Role of preoperative cycloplegic refraction in LASIK treatment of hyperopia
Previous studies have suggested that, to improve refractive predictability in hyperopic LASIK treatments, preoperative cycloplegic or manifest refraction, or a combination of both, could be used in the laser nomogram. We set out to investigate (1) the prevalence of a high difference between manifest and cycloplegic spherical equivalent in hyperopic eyes preoperatively, and (2) the related predictability of postoperative keratometry.
Retrospective cross-sectional data analysis of consecutive treated 186 eyes from 186 consecutive hyperopic patients (mean age 42 [±12] years) were analyzed. Excimer ablation for all eyes was performed using a mechanical microkeratome (SBK, Moria, France) and an Allegretto excimer laser platform. Two groups were defined according to the difference between manifest and cycloplegic spherical equivalent which was defined as ≥1.00 diopter (D); the data was analyzed according to refractive outcome in terms of refractive predictability, efficacy, and safety.
In 24 eyes (13 %), a preoperative difference of ≥1.00D between manifest spherical equivalent and cycloplegic spherical equivalent (= MCD) occurred. With increasing preoperative MCD, the postoperative achieved spherical equivalent showed hyperopic regression after 3 months. There was no statistically significant effect of age (accommodation) or optical zone size on the achieved spherical equivalent.
A difference of ≥1.00D occurs in about 13 % of hyperopia cases. We suggest that hyperopic correction should be based on the manifest spherical equivalent in eyes with preoperative MCD <1.00D. If the preoperative MCD is ≥1.00D, treatment may produce manifest undercorrection, and therefore we advise that the patient should be warrned about lower predictability, and suggest basing conclusions on the arithmetic mean calculated from the preoperative manifest and cycloplegic spheres.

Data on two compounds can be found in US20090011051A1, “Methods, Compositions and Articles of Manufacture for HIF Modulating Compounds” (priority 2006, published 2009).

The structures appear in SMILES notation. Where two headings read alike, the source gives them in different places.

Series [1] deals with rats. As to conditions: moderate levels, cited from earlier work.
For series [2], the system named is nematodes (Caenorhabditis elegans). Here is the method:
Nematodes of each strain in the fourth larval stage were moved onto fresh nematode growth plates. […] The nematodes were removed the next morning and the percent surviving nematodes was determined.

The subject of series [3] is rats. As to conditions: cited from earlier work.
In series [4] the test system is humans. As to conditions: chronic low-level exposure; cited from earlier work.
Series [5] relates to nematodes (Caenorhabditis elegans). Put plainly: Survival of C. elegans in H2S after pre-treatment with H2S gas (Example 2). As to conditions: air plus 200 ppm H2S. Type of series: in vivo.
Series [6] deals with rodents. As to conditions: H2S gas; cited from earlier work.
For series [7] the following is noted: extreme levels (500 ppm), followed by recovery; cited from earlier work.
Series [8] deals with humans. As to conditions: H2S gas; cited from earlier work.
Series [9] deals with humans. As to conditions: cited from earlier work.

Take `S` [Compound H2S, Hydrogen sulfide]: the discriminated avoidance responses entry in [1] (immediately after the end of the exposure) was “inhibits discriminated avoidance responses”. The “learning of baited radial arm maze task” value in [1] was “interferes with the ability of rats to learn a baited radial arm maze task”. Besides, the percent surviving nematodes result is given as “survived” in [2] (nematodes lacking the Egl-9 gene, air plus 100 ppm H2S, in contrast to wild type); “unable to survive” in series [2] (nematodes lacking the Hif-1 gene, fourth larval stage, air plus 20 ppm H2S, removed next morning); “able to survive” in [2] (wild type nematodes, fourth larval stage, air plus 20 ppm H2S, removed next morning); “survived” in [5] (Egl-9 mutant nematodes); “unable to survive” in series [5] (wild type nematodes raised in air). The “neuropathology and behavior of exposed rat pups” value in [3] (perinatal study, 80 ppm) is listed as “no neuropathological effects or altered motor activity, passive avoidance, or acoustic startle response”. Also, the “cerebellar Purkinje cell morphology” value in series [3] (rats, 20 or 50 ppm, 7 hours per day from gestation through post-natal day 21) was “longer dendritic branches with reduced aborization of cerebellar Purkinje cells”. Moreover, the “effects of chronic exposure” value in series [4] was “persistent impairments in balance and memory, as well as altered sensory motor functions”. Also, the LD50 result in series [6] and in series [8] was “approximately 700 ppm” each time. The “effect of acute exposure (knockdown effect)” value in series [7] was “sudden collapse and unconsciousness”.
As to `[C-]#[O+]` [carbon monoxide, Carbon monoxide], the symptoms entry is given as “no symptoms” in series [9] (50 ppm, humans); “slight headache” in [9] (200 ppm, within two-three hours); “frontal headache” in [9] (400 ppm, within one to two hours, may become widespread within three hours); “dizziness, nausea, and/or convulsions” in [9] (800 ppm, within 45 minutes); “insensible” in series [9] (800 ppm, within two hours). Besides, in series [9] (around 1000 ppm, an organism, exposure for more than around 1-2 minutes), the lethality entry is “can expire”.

KeywordsHyperopia LASIK Cycloplegic refraction Manifest refraction Refractive predictability
Compliance with ethical standards
All procedures performed in studies involving human participants were in accordance with the ethical standards of the institutional and/or national research committee and with the 1964 Helsinki Declaration and its later amendments or comparable ethical standards.
No funding was received for this research.
Conflict of interest
All authors certify that they have no affiliations with or involvement in any organization or entity with any financial interest (such as honoraria; educational grants; participation in speakers’ bureaus; membership, employment, consultancies, stock ownership, or other equity interest; and expert testimony or patent-licensing arrangements), or non-financial interest (such as personal or professional relationships, affiliations, knowledge, or beliefs) in the subject matter or materials discussed in this manuscript.
Informed consent was obtained from all individual participants included in the study.